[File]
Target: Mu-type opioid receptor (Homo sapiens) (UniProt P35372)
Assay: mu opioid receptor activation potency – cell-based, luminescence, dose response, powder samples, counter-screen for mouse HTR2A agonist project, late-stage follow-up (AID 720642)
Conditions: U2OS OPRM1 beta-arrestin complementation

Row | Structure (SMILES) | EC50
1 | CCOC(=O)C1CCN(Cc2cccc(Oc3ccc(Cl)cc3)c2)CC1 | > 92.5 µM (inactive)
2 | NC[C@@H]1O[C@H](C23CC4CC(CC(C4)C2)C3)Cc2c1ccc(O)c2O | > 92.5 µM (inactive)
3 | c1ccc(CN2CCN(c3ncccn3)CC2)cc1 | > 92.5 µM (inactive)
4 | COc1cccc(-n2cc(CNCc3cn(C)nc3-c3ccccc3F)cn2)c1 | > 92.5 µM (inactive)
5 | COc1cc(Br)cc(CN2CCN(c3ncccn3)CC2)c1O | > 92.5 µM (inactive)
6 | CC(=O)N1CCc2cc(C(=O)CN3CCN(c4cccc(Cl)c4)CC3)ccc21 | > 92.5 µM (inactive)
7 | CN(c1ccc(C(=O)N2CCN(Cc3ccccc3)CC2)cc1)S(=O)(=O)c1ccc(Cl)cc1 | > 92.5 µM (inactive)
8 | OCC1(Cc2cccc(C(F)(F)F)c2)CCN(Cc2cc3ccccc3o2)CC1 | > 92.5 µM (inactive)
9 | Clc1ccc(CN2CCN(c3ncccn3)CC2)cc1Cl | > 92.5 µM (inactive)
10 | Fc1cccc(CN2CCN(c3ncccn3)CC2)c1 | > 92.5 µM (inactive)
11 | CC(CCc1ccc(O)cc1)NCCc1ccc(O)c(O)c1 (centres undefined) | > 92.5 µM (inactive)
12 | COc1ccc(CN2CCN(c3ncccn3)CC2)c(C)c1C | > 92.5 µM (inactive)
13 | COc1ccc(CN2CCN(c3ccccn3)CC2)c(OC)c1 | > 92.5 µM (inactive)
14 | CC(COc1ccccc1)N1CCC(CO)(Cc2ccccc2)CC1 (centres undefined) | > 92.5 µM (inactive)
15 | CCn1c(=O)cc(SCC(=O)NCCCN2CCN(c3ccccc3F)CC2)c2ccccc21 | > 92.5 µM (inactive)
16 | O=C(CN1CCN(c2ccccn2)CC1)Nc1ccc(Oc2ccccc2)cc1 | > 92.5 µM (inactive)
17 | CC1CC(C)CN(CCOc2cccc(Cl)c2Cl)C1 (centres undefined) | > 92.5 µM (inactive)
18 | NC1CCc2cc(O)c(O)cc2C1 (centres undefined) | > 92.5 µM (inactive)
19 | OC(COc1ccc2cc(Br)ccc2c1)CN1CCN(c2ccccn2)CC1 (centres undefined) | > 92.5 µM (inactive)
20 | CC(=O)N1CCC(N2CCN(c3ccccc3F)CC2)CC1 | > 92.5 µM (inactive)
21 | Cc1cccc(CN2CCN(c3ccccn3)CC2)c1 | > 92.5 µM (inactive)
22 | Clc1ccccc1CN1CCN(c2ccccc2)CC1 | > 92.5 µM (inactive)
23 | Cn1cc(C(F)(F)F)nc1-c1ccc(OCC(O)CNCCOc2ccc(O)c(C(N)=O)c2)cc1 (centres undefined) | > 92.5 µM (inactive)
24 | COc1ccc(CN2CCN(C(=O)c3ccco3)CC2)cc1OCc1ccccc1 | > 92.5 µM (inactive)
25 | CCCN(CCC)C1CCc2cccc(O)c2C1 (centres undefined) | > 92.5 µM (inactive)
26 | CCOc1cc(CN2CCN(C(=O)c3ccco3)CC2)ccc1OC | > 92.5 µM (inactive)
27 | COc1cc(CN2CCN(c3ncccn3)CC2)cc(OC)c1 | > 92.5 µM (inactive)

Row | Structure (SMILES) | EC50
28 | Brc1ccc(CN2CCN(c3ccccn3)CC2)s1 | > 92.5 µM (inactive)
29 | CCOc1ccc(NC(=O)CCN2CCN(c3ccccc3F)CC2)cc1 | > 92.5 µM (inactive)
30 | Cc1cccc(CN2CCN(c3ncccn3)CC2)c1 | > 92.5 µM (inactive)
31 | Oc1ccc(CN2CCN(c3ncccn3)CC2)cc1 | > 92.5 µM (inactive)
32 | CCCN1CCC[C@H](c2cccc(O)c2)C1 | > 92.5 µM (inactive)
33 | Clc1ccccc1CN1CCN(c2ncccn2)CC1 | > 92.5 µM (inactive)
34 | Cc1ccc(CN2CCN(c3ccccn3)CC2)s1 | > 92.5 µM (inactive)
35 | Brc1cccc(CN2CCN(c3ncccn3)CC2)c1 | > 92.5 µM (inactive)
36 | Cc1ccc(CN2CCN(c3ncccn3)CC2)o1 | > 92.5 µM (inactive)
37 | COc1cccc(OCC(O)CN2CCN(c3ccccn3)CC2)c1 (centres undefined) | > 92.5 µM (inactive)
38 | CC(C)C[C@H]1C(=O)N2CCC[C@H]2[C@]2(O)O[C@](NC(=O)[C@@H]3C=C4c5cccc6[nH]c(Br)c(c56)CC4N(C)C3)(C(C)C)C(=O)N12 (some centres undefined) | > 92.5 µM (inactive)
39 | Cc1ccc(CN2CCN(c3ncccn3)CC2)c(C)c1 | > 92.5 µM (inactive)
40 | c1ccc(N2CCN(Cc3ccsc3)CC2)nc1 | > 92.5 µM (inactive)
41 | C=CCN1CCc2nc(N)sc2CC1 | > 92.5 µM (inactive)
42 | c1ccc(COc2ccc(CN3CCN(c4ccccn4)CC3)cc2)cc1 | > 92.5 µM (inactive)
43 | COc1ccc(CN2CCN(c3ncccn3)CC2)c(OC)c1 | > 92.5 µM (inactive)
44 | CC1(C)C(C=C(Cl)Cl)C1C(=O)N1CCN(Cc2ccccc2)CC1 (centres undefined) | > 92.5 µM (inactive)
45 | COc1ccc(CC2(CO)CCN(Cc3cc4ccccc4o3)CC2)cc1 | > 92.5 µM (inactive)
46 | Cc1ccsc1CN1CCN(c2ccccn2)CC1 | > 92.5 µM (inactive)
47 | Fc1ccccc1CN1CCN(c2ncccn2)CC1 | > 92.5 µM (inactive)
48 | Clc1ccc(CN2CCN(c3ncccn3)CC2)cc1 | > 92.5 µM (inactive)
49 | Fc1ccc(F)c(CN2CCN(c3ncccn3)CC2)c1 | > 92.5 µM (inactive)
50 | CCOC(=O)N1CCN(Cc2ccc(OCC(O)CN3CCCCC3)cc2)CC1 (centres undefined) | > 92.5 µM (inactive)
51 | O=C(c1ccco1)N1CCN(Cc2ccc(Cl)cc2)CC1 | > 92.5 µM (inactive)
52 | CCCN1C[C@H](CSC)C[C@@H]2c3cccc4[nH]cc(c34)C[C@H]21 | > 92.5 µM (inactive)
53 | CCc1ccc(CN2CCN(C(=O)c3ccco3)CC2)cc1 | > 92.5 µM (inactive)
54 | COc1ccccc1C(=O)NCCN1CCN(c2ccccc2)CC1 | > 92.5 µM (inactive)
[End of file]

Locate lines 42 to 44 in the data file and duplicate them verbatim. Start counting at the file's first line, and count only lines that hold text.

37 | COc1cccc(OCC(O)CN2CCN(c3ccccn3)CC2)c1 (centres undefined) | > 92.5 µM (inactive)
38 | CC(C)C[C@H]1C(=O)N2CCC[C@H]2[C@]2(O)O[C@](NC(=O)[C@@H]3C=C4c5cccc6[nH]c(Br)c(c56)CC4N(C)C3)(C(C)C)C(=O)N12 (some centres undefined) | > 92.5 µM (inactive)
39 | Cc1ccc(CN2CCN(c3ncccn3)CC2)c(C)c1 | > 92.5 µM (inactive)